A special spot in view of the Three Sisters Mountains

Twelve years ago, we lost one of the goddesses to uterine cancer.  The last time I spoke to Phyl, she called me from her home in Atlanta, knowing she was near the end, to ask if some of her ashes could be scattered at the cabin so she would always be with us at our future Gatherings of the Goddesses. I was touched and honored. Her husband and daughter came to the memorial the goddesses had for Phyl the next September. 

Her husband gifted a grave marker inscribed “Goddesses Gather Here."  Since then other friends who have made memories with us over the years at our cabin have scattered the ashes of their loved ones in that special spot in view of the Three Sisters Mountains. Some of Doc is there, along with two other goddess husbands; my mother is there, as is her best friend. Even my sister’s OSU volleyball coach is there. Now there is a real party going on in that spot and that is good for my soul.

Traveling all over the world

I continue to work on my well-being these many years since Doc’s death.  I have more friends who have joined “the club” and several of us enjoy traveling together. I take some of Doc’s ashes on these trips and have left him all over the world:

  • in Vietnam where he served as a First Lieutenant in the Marine Corps and was severely wounded, the only survivor of his platoon;
  • In the village in Turkey where St Nicholas was born, significant since Doc played Santa Claus every Christmas;
  • Also in Turkey, a group of friends tossed his ashes from a hot-air balloon over Love Valley in Cappadocia, memorable and comical since the ashes blew back in our faces;
  • In the Cathedral of Cologne, Germany, I left him at the tomb there of the Three Wisemen who traveled to see baby Jesus in Bethlehem; 
  • I sprinkled him in a cemetery in Zihuatanejo, Mexico, on The Day Of the Dead; 
  • I danced the polka while scattering him at U Flecku beer hall in Prague, Czech Republic, and many, many more places. 

He was also scattered in Yakima, WA, where Sara was married, and again at Gerrit’s wedding site in Laurelhurst Park in Portland. On both of these special occasions, we all felt his absence…and also his presence.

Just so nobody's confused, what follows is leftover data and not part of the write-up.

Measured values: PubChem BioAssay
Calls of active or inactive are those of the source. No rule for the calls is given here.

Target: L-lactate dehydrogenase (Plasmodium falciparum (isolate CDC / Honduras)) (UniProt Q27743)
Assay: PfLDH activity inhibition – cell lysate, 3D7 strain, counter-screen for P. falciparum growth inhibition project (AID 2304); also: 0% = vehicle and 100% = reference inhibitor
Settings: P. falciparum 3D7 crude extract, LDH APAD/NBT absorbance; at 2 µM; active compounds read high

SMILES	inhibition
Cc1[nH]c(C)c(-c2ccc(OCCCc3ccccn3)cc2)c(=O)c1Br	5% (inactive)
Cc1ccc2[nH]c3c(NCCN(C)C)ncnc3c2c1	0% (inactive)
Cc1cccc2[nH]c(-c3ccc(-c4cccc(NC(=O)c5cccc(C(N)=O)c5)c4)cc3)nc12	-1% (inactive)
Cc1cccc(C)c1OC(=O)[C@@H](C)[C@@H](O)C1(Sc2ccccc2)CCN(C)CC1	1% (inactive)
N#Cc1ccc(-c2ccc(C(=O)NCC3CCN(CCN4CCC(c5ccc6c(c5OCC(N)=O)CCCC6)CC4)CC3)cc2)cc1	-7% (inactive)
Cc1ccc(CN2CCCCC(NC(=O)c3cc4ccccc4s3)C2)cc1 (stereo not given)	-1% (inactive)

Living a good life

So that’s the story of my widowhood. I keep putting one foot in front of the other and keep going with the support of my family and “a little help from my friends”.  After moving around the country over the years with Doc’s job, ten years ago I realized a lifetime dream to come home to Oregon. I landed happily in Lake Oswego, and now I am “Mimi” to two darling little grandsons. 

In a nod to Joseph Conrad’s quote that I began my story with, I am not living the life I had planned, but I am living a good life.

In closing, I’d like to share another quote that exemplifies the attitude of gratitude that has helped me in my journey to well-being in widowhood:

                                                Don’t cry because it’s over,    

                                                             Smile because it happened.

                                                                           Dr. Seuss

About Penny Wood

Penny grew up in Coos Bay, a small logging town on the Oregon coast. She graduated from Oregon State University where she met her husband Doc. After graduation, Doc attended USMC Officer Candidate School at Quantico, Va, then served in Vietnam while Penny started her teaching career. After they married, Doc’s job moved them around the country and eventually took them to Davis, Ca where they raised their family. 

In 2011, after 25 years in Davis (14 of them as a widow), Penny moved back to Lake Oswego, Oregon, a suburb of Portland, where they had once lived and where their daughter was born.  Penny spends much of the summer at their family cabin in Sisters, near Bend, Oregon.